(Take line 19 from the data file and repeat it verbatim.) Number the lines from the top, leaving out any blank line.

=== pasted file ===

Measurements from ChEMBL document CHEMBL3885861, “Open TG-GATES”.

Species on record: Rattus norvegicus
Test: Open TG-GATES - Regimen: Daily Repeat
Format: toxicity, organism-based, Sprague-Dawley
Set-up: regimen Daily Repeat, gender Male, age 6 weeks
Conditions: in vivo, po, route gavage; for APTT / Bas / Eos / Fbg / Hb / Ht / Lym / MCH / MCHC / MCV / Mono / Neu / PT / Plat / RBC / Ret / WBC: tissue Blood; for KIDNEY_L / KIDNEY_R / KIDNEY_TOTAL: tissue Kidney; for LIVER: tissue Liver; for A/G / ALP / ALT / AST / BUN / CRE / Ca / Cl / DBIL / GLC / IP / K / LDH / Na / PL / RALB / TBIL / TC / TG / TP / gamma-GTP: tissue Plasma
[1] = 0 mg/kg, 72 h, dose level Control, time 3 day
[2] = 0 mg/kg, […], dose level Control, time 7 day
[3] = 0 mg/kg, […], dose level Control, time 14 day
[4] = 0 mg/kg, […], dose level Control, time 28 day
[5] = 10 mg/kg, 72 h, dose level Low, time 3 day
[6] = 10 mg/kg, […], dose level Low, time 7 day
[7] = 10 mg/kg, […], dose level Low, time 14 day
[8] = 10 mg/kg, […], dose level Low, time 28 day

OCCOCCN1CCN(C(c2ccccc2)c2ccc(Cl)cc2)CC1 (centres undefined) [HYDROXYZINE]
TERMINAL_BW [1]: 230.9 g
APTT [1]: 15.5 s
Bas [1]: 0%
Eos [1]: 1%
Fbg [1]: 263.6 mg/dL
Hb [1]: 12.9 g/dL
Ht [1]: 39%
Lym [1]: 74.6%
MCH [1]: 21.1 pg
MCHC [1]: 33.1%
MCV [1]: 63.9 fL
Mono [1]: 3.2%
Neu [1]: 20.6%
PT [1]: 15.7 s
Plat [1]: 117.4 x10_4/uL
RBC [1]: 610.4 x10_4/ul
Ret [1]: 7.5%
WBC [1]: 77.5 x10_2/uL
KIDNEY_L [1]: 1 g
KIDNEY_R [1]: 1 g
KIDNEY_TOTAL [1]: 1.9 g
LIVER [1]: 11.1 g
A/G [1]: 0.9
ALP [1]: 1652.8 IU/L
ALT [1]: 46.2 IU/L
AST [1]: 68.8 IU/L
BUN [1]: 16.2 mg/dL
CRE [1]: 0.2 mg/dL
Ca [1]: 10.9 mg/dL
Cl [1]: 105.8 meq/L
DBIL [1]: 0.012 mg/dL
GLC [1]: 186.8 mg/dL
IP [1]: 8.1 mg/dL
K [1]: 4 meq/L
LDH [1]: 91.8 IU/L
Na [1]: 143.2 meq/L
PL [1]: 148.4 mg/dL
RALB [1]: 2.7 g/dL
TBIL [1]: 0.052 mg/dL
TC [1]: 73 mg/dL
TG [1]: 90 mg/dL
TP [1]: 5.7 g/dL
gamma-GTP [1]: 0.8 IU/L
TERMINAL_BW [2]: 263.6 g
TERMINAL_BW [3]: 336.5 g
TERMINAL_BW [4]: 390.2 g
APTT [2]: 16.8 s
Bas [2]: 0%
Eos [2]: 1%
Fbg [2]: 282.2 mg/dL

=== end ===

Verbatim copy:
Eos [1]: 1%